Tuesday, September 15, 2015

The First e-Link Traffic Signs

e-Link Traffic Sign
Don't you just love it whenever technology develops something useful and economical that makes everyone's lives comfortable while they are on the road? We are not talking about how gadgets can be integrated into the car system to allow smooth navigation, but rather with the new e-ink road signs that have been introduced to the world in Sydney, Australia.

To complement all the high-tech innovations happening in the automotive industry, Australians decided it was time to give their road signs a face lift as well, and now, drivers are directed by solar-powered, fully sustainable, and environmentally friendly signs that use the same electronic ink found in smartwatches, tablets, and other technology. The benefits of these newfangled signs include being able to update them at will (via a wireless connection no less), being able to read them both in bright and dim lighting, and of course, saving tons of money in the long run while looking very cool.

The e-ink signs were recently implemented by the Australian Road and Maritime Services (RMS), which partnered with Visionect to bring the "100 percent self-sustainable traffic signs powered by solar energy" to New South Wales. The impetus behind the technology came from officials' frustration at having to constantly update signs, wasting money and resources on creating new products rather than recycling old ones.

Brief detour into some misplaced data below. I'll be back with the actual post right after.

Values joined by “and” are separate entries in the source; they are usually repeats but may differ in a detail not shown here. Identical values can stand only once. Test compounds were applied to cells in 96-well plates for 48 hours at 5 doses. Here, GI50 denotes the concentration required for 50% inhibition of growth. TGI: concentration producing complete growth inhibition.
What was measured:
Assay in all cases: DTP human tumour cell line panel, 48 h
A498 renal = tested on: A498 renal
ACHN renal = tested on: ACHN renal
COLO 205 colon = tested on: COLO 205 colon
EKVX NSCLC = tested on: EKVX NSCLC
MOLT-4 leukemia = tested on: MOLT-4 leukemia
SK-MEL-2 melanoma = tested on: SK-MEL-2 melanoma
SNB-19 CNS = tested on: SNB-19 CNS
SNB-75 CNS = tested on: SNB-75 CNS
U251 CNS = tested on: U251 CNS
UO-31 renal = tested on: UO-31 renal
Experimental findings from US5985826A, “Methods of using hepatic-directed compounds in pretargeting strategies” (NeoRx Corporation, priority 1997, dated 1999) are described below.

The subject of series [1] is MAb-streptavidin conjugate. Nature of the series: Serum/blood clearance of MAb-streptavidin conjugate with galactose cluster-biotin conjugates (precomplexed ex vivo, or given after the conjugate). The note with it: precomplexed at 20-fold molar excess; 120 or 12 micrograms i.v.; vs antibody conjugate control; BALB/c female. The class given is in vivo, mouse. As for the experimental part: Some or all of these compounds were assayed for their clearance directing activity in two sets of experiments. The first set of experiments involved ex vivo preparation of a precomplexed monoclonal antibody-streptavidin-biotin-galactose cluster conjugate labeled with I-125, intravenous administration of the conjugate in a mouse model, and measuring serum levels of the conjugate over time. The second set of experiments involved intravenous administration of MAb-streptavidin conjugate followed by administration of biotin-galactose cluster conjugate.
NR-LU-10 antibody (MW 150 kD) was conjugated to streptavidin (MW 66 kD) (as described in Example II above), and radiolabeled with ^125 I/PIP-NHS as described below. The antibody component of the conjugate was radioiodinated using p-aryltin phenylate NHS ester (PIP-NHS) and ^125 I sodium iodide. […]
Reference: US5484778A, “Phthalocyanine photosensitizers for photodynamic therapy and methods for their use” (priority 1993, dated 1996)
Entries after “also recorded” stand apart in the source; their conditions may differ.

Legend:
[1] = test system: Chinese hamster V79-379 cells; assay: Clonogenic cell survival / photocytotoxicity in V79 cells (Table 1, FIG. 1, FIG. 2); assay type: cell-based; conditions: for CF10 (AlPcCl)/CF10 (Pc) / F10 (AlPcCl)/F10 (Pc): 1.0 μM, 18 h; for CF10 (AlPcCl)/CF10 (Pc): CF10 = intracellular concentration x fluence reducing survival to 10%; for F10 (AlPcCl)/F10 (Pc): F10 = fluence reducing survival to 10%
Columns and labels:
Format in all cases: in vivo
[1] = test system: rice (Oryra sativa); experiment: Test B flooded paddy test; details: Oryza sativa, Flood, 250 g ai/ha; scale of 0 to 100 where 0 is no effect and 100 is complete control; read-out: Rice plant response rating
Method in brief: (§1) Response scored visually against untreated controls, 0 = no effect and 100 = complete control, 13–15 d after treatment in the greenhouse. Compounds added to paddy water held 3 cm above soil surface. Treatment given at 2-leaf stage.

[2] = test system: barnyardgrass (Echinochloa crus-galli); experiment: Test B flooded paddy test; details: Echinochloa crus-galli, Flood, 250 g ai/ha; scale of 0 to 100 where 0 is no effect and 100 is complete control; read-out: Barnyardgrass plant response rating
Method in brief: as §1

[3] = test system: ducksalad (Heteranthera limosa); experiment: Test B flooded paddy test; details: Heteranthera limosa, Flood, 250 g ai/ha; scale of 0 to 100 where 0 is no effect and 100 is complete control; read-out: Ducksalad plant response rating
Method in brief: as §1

An RMS spokesperson told The Register, "The technology came about through staff who saw the potential of e-reader technology to display real-time information about clearways to manage traffic flows during special events. The design, engineering, and building work to create the signs was completed by a specialized engineering team within Roads and Maritime and forms part of the agency's commitment to improve journey efficiency through innovation."

Not only do these wirelessly connected signs update easily, they also waste next to no electricity - as Visionect's head of product development, Rok Zalar noted, "The hardware components are managed by server software programmed to 'wake up' the sign for certain pre-scheduled windows of time when the content on the sign will be changed using 3G technology. Outside of the 'waking' time, the traffic signs use no power."

Temporary signs are known to be an enormous strain on city budgets, with Los Angeles spending US$ 9.5 million a year to erect their 558,000 temporary parking restrictions signs. Following the success of the e-ink signs in Sydney, many from both the government and private sectors are hoping to expand the technology and implement it more widely and across functions.

So get used to that e-ink. You may be seeing it a lot more in your area very soon.

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